On Mon, 5 Sep 2005, Mark Bole wrote:
why on earth would someone change the DBID of a primary (along with the subesquent required RESETLOGS) in the first place, and then, why would they not simply re-create the physical standby or perform a full backup...?
I'm asking for exactly the reasons you cite. The documented way requires a lot of work that would be unnecessary if you could specify the new DBID in nid.
- If there is no easy way to recover through new DBID, then you are in an unrecoverable state until a new full backup is completed. Any catastrophic failure that occurs between DBNEWID and completion of the backup is not recoverable. For some organizationss, this would be unacceptable.
- Some organizations have very large databases and very slow connections between their primary and standby. It can be very onerous to re-create a standby. It seems like an omission on Oracle's part not to have provided for specifying the new DBID in nid. It kind of seems like being back in the same boat as when Oracle did not support recovery through resetlogs. Every time we reset logs, the DBA would be in nail-biting mode until a full backup was completed, and the standby would have to be refreshed.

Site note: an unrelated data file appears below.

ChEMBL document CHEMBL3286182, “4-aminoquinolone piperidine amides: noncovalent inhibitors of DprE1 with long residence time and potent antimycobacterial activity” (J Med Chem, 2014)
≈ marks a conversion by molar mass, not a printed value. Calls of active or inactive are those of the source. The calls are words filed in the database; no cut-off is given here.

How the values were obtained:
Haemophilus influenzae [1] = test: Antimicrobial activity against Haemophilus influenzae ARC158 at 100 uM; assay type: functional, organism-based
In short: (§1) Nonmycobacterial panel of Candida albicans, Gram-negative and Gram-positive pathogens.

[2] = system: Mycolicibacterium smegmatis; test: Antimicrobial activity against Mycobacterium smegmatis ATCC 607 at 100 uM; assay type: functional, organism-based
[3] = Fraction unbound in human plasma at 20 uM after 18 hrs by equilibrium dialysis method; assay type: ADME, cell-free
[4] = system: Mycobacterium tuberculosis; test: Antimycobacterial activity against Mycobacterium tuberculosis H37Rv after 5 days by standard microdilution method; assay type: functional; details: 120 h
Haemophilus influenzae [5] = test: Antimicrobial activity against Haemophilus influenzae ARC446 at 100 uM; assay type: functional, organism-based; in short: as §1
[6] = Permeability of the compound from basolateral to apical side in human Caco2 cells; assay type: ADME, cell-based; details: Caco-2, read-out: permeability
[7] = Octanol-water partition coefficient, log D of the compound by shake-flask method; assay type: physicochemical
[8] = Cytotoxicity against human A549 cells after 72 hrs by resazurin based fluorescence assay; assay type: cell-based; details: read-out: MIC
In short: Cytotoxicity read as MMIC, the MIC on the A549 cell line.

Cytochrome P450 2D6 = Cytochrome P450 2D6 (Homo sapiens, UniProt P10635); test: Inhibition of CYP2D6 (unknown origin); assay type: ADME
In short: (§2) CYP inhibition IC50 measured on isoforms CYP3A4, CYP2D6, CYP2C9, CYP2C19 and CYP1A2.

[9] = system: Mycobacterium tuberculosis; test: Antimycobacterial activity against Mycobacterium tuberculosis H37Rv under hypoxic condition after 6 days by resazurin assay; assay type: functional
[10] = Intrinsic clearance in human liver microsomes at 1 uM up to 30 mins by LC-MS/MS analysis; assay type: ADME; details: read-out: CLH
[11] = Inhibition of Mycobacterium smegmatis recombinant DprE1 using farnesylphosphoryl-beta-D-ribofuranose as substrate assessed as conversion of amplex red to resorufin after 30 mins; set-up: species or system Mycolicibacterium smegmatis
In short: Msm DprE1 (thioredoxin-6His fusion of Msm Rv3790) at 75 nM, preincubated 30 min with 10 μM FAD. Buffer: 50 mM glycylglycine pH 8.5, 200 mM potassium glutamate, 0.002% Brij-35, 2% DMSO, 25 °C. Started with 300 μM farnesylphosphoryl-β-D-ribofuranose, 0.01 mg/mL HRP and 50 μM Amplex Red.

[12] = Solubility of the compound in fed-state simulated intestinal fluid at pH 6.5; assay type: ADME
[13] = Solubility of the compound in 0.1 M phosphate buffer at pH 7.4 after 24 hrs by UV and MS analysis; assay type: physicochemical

-- Jeremiah Wilton ORA-600 Consulting Emergencies - Seminars - Hiring http://www.ora-600.net
Jeremiah Wilton wrote:I am aware of ways to recover a database through resetlogs. What if a large standby (or any recovery) must be recovered through the resetting of the primary's DBID, either using the DBNEWID (nid) utility, or other means? Can anyone think of a way to make the standby take on the correct DBID, short of patching datafile headers manually?
Running nid on the standby just creates a different DBID from the primary.